Okay, so I’ll admit it, I’m really only writing about procrastination so I can avoid the really tough ten minute diatribe I should be writing. If I was really determined I’d scrap this nonsense and do the really important work of making the world a better place.

Maybe tomorrow.

First I have to have a shower. Then my second cup of coffee (one can’t be brilliant on a single cup) and then maybe I should think about those edits again before I commit myself to electrons. Then, it will be lunch. But after that for sure.

Though I do have a date to go see Logan this afternoon. Oh, hell.

I guess there’s always later. Is it later now?

And that’s ten minutes.

Democracy in France


Every one of my acquaintance (and yes, I’m ignoring you right over there) is pretty pleased with the results of the French presidential election yesterday. The victory of youthful, energetic and centrist Macron over the darling of the far-right, Le Pen, has made us all sigh with relief. But, maybe we shouldn’t sigh too soon.

Quite apart from the fact that 11 million French voters – some perhaps taken in by Le Pen’s questionable pretence at temperance – wound up supporting the former and soon-to-be-again leader of the National Front is hardly cause for celebration. Macron still has a tough road ahead to try to forge some sort of government out of the congress that will be elected in a month’s time. His own fledgling En Marché party is unlikely to win a majority and, while the National Front is unlikely to turn its moderate (funny word that) success yesterday into a substantial block of seats, it will be tough to bring together deputies and senators of both the left and right into a cohesive government. And if Macron fails, Le Pen will be back again in 5 years and she just might win.

But what may be more troubling about the election is the underlying fault in western democracy that seems to grow more serious with each passing year. Large numbers of French voters simply stayed home, unwilling to vote for anyone who wasn’t their first choice. Some conservatives but many more on the left were clearly prepared for a Le Pen victory if they couldn’t have the candidate of their choice.

This was the exact same phenomenon that occurred in the last American election – which saw some Saunders supporters stay home (though in the end not that many) and some apparently vote for Trump.  While everyone has the right to vote or not vote as they see fit, it is an odd thing for people to vote for someone the polar opposite of who they originally supported as seems to be the case where some far left voters in France swung over to the far right.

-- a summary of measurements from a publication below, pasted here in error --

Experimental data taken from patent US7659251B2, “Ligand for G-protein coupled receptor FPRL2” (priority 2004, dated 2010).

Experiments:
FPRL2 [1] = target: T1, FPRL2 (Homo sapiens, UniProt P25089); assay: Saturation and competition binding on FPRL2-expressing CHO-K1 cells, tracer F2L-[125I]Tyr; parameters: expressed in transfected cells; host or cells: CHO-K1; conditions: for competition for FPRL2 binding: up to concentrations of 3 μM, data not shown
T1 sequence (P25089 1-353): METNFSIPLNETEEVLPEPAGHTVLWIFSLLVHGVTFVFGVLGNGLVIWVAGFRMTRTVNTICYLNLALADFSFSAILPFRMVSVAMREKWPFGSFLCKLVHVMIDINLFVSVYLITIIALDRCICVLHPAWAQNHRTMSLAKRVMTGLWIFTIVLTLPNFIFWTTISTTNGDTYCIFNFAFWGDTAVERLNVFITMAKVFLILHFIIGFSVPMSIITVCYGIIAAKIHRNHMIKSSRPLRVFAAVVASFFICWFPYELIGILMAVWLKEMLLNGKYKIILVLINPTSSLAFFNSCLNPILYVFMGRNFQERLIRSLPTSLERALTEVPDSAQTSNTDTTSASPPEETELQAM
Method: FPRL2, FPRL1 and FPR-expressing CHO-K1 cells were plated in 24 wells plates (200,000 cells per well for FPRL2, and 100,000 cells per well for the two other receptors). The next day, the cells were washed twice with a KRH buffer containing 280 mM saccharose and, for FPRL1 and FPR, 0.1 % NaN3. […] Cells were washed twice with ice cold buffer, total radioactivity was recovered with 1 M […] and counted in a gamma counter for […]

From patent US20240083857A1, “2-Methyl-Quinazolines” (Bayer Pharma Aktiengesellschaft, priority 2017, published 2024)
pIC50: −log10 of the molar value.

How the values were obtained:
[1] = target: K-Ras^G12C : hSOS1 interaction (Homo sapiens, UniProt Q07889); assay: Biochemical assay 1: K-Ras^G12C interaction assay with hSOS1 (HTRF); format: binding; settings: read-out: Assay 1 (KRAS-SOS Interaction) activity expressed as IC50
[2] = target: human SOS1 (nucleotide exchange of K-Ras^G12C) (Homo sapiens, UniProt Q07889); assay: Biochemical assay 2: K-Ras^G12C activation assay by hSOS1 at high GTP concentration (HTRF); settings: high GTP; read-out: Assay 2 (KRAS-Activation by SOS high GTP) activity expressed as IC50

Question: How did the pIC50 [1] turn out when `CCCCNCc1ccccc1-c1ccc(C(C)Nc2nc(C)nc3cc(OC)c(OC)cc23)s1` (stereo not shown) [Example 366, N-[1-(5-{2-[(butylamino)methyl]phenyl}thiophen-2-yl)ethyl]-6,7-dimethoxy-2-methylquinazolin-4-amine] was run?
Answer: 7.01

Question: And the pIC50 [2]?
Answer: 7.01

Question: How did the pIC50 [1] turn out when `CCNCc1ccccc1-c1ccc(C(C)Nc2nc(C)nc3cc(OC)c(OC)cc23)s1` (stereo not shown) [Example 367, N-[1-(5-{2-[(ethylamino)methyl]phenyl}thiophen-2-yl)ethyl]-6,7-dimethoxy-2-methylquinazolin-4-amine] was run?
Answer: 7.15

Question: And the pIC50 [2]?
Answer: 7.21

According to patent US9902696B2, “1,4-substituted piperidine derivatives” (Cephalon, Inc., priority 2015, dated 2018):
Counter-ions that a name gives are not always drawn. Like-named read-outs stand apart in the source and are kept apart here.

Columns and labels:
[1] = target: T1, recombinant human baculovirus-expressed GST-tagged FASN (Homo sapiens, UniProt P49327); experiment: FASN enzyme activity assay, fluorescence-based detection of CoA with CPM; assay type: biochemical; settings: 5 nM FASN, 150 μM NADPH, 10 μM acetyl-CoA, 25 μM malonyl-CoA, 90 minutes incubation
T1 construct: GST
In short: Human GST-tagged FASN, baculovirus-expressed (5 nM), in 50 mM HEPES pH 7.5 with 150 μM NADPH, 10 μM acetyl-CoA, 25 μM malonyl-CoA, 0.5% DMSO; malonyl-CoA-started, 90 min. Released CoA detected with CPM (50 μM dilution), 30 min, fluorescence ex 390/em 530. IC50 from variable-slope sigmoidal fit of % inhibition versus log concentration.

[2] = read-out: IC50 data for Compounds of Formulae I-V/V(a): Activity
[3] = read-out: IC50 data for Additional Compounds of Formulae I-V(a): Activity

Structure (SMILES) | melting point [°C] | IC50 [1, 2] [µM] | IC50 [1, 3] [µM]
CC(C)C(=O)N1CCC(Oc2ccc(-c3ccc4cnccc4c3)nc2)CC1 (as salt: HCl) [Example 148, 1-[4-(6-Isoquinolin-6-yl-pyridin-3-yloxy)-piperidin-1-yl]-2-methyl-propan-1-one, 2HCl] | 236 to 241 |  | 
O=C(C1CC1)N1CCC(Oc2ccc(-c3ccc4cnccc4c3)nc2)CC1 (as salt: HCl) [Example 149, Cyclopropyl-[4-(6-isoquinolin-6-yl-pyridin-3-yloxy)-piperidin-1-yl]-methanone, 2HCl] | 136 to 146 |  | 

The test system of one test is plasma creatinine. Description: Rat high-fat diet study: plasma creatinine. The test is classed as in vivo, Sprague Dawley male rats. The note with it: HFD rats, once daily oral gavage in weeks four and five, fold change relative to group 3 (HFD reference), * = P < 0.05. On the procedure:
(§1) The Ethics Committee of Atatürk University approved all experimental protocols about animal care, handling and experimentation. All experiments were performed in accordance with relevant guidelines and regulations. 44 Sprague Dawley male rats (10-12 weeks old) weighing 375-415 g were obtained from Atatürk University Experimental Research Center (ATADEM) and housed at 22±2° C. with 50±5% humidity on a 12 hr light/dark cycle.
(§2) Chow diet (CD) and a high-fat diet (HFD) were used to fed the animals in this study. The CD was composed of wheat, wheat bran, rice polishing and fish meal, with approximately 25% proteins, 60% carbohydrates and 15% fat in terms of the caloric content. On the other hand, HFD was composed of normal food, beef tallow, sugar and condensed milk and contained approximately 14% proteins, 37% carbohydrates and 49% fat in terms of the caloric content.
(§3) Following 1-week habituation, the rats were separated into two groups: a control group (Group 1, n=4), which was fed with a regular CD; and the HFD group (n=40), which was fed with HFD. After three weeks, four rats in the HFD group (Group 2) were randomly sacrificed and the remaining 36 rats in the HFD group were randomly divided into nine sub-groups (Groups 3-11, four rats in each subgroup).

This is a bit like people who say they like ice cream but only if it is butterscotch. No other ice cream will do. People! That is crazy. Even vanilla ice cream is better than on ice cream. I mean, ICE CREAM!

And democracy is a lot like that row of ice cream (and, heaven forbid, sherbet) containers. We all have our favorites – and some of us of course are lactose intolerant and hate ice cream – but we are usually willing to settle for our second or third choices. And democracy is much the same. If you only have two choices – surely there is one that is better than the other.

Of course, this is a bit facetious. Democracy doesn’t taste nearly as good as ice cream. After voting, I’ve often had a bitter taste in my mouth. And sometimes when I watch the necessary compromises that politicians have to make in a world where we all have different interests but we still have to get things done, I get an ice cream headache.

But a world without ice cream or democracy? Now that I wouldn’t want to imagine at all.

And that’s ten minutes

Keep It in Your Pants


Crudity and political incorrectness ahead. Don’t blame me; blame the Republicans. They started it.

So it comes to this. Four guys standing in a row – like men at the urinal – talking about the size of their dicks. Do you think it’s a coincidence that they waited until the black guy dropped out before ‘raising’ the subject?

True, it was only a single reference but, let’s be clear – the Republican race has always been about who had the largest cojones. Even Carly Fiorina was trying to show she could out-muscle the guys. All this talk about who was going to drop the bigger bombs on ISIL, who would be tougher on immigrants, who could stand up like a stand-up guy to Russia and China.

Not surprisingly they mostly sounded like bad stand-up comedians.

But hey, if they want to go there, let’s go there.

I can’t tell you who has the biggest prick and about that I am eternally grateful. But as they say, it isn’t the size of the engine, it’s the skill of the driver and based on past performance, that has to be Donald Trump. This guy has been successfully screwing people his entire life. Whether it’s the students at Trump University (Donald is being investigated for fraud on that one) or the investors in the four companies that Trump drove into bankruptcy – while walking away with billions in his own pockets – or the workers he cheated out of jobs by moving his factories to Mexico and China. And let’s not even start on his ex-wives or poor Hillary, to whom he gave so much money, but whom he now reviles. No, Donald definitely has the moves – pretty good for an old guy.